Jacob deGrom was on the hill. Among Mets starters, deGrom must be among the top two or three I’ve ever seen. It’s amazing what you take for granted when you’ve got a strong pitching staff — because I remembered, ten years earlier, sitting in the stands at Shea and watching Dave Williams pitch. We’d won that game too. Wright had been 24; I’d been 9; Wright probably hadn’t known the word “stenosis;” I hadn’t known what epilepsy meant, or been concerned about missing my bedtime.
Those had been happier times for both of us.
But I’d gotten through it all, and now, despite seizures, invasive tests, and emergency medicines whose potential administrations I didn’t even want to imagine, I was back in the stands, happy as could be, the first of three games in three days. You’d hardly have known me for an epileptic.
And Wright had made it as well; on the field below, he took grounders, not betraying even a hint of pain or stiffness. I knew he was being bothered by a neck issue, but it was invisible: he was out there, playing the children’s game as if he was overjoyed to have the chance to do so, which he probably was. If you’d stayed away from the news, you’d have sworn he was 24 years old again, never injured in his life.
We’d been through obstacle after obstacle suddenly thrown into our paths in 2009, and increased treatment that had never seemed to work as the years went on. We’d each had our two year streaks, one after the other, that ultimately had failed to last. And we’d each lost our chance at redemption in the summer of 2015. But neither of us had let it get in our way.
Wright hadn’t let his 115 game absence affect him — the Spinal Stenosis that had tried to knock him down had failed. With the first swing he’d taken after four and a half months of excruciatingly patient recovery, he’d homered into the upper deck in Philadelphia. In the division clincher against the Reds, he’d homered in the eighth to ice the win, and I’d shed a tear as he’d rounded the bases. And a month later, he’d hit the first World Series home run of his career.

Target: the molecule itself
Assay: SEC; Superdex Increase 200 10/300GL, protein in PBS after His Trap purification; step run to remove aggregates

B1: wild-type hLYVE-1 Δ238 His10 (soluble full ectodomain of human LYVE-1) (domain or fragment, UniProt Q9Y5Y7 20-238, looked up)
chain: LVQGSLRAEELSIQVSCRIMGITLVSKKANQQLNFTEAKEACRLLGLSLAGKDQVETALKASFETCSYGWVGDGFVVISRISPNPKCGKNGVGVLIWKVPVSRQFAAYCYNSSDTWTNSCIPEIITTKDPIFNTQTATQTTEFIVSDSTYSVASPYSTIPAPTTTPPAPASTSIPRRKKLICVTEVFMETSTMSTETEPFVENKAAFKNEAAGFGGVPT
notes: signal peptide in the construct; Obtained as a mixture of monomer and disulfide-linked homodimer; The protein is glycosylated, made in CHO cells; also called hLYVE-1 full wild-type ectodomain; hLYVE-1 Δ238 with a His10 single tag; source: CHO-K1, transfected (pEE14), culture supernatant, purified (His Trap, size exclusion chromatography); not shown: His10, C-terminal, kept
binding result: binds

And me — well, I was back as well. I hadn’t let the crushing loss of my near two-year stretch get to me either. I’d finished out the summer working at camp. I’d gone off to school and continued to prove wrong the neurologist who constantly worried that epilepsy could affect my learning ability. And now, I was back at Citi Field.
“I take positives out of negatives all the time,” Wright once said, and whether consciously or not, I’d been inspired by the same sentiment. I’d used epilepsy as a conversation starter and a punch-line, an excuse to stay in or go out, and once, not that I’m particularly proud of this, to win over the judges in a debate.
Was I studying up on David Wright, spending my free time learning his quotes and analyzing his suitability as a role model? Of course not. But the way he played rubbed off — I could always tell. I saw it in the way he hustled down the line to first when others jogged, or always fielded the ball with two hands before throwing, just like you were supposed to.
He played the game the right way, and lived his life the right way too. And that meant getting back up when things went wrong. And for that same reason, with the spirit I built up playing third base on little league fields and carried through one neurological problem after another, after waking up early on the morning of July 5th to find my two year stretch scuttled and all thoughts of finally returning to normalcy ruined, I pulled myself out of the infirmary bed and got down to the ropes course to work by the time first period started.
Really, it’s a different Wright quote that defined my attitude towards what I’ve come to see as the minor inconvenience of epilepsy.
“Whether you have a great game or a terrible game, tomorrow’s another day and you’ve got to come out here and compete,” he once said. He was David Wright, my hero since 2004, and a fellow piece of damaged goods since 2009. I’d watched him work back from injury to play again while I’d adjusted to medication, and then, having ended a seizure-free stretch in crushing fashion, I’d shrugged it off and started a new one, just as I’d watched him go through the same process I’d been going through since 2009, in increments of weeks instead of six months.